The 3D planar surface geometry estimation at 118 can be accomplished based on a first and a second convergent line set within the image. The lines within each set are parallel in 3D space. Furthermore, the lines in the first set are of a known angle, preferably orthogonal, to those convergent line sets that are in the second set in 3D space. In one embodiment, the convergent line sets are identified automatically by the algorithm 100. In another embodiment, the convergent line sets are initially automatically estimated, and then adjusted by the user via a graphical interface.
In addition, a first vanishing point and a second vanishing point are identified in the image based at least in part upon the convergent lines. The first and second vanishing points can be determined via known 3-dimensional geometric principles. Once the convergent lines and vanishing points are determined, a field of view of the image is determined. The field of view can be defined in either the horizontal, vertical or diagonal direction and can be calculated utilizing basic trigonometric principles. In addition, a normal vector can be determined from the two vanishing points. In one approach, a cross-product of two orthogonal vectors can be calculated to ascertain the normal vector. Once both the field of view and the normal vector are calculated, they can be utilized to determine the 3-dimensional geometry of the text to be placed within the image. Calculation of field of view and normal vector from vanishing points of parallel line sets is fully disclosed in U.S. patent application Ser. No. 12/340,103.
The rendering of the variable or personalized text string at 120 can be performed in various manners. For instance, input of the text can be facilitated via substantially any known data entry means such as a GUI processing component, or retrieval from a database of personalized text record, and can include characters in any language. The personalized text string is incorporated into the image based at least in part upon the estimated 3D geometry. In one approach, the text is inserted onto a virtual planar surface, whose geometry has been estimated from the parallel line data, and overlaid onto the actual image. Examples of planar surfaces in the image include without limitation a chalk board, a street sign, a license plate, a wall, a floor, a ceiling, etc. The variable text is rendered in the location based at least in part upon the 3-dimensional geometry of the location, which can be calculated via the field of view and the normal vector. In this manner, the variable text string appears as though it was included in the image in its original state. It is understood that a personalized text string might include simple symbols such as stars, smileys, icons, etc., commonly referred to as “wingdings.”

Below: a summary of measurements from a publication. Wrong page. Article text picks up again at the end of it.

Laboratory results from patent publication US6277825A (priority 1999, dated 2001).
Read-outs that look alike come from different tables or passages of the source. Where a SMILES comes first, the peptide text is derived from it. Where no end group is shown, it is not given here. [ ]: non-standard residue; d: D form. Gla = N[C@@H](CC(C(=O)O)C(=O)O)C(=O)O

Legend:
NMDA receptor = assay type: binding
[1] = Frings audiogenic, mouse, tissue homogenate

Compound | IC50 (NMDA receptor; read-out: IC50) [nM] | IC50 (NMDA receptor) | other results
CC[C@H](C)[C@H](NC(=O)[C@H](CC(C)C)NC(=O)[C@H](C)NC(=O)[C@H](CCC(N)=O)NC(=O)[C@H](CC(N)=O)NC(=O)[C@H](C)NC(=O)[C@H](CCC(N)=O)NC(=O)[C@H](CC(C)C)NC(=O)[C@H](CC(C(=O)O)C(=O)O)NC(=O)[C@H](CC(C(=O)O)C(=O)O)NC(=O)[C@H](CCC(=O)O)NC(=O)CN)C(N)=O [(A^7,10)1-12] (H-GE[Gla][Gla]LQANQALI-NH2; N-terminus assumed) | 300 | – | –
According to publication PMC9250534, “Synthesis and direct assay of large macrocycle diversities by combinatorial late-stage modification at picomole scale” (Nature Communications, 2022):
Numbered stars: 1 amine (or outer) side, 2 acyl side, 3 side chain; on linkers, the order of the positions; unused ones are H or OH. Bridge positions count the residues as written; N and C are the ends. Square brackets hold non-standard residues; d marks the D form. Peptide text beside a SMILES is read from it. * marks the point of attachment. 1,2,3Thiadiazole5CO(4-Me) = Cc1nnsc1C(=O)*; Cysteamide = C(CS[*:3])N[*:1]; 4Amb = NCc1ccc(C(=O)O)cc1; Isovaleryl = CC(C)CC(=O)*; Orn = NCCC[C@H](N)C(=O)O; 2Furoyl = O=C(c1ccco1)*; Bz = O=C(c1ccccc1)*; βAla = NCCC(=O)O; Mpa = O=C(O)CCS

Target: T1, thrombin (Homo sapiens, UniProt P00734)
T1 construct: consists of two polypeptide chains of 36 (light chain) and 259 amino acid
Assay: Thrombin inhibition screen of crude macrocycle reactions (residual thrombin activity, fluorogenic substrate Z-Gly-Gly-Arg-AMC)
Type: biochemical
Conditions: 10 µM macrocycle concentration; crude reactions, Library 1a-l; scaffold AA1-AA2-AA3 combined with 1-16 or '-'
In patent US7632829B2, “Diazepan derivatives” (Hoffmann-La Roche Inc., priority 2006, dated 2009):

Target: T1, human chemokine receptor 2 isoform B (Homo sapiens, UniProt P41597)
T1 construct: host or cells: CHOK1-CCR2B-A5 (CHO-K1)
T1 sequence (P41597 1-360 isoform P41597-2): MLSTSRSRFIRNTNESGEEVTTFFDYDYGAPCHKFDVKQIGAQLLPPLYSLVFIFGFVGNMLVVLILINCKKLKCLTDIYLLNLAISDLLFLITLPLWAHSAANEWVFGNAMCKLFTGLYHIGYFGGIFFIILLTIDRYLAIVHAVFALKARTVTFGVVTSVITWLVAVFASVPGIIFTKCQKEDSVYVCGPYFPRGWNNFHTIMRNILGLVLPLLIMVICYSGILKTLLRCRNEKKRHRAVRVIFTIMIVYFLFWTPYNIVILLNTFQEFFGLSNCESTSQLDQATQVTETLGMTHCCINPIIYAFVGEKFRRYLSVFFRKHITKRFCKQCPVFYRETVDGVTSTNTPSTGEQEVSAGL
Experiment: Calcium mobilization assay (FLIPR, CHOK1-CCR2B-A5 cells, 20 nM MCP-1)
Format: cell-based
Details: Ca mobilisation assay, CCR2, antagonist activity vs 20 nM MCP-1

FIGS. 2A-2E illustrate image surface selection, region growth, and edge detection, as described above with regard to steps 104, 106, and 108, respectively. As shown in FIG. 2A, the text insertion process starts with the user selecting an initial location 140 on an image 142. As shown in FIG. 2B, a region growing technique is then used to generate a region 150 around the selected location according to a statistical measure. In one example, the whole image is divided into square blocks, with a typical block size of 12 pixels or so, and a block-based connected component analysis is applied to grow the region, taking the 2×2-block region surrounding the user selected point as the seed region. A Kullback-Leibler (KL) divergence is used to measure statistical similarity between blocks. Using this measure, blocks having a level of similarity that is within a predetermined threshold (e.g., determined adaptively) are included in the region. Finally a morphological closing operation is applied to the final grown region, to fill in small holes. Next, edges are detected within the vicinity of the grown region. The boundary of the grown region in FIG. 2B is dilated. The edge detector algorithm is then applied to the area covered by the dilated boundary, as shown in FIG. 2C.
In one example, using Canny's edge detector, a gradient intensity image is obtained within the grown region. A non-maximal suppression step is applied to retain all local directional maxima in the gradient intensity image. This is followed by a hysteresis thresholding step. For instance, a parametric approach may be used to determine a suitable lower and upper threshold for hysteresis thresholding. In this example, all the remaining non-zero gradient intensities in the image are sorted from smallest to largest. The lower 80% (or so) of the sorted values are then utilized to estimate a Laplacian distribution.
FIG. 2D is a graph 170 showing a density estimate (red curve) using histograms of the remaining non-zero gradient intensities and a fitted Laplacian distribution (green curve), when using the lower 80% of the sorted values. The high threshold 172 is determined at the location of 99.9% of the probability density function of the Laplacian distribution. In the example image 142, the high threshold turns out to be 11.25. The low threshold is then computed as half of the high threshold. The choice of Laplacian distribution results in a robust estimation of the thresholds.
FIG. 2E illustrates a display 180 (e.g., on a GUI or the like) showing the final edge detection result as an edge map 182 in the dilated boundary region of FIG. 2C.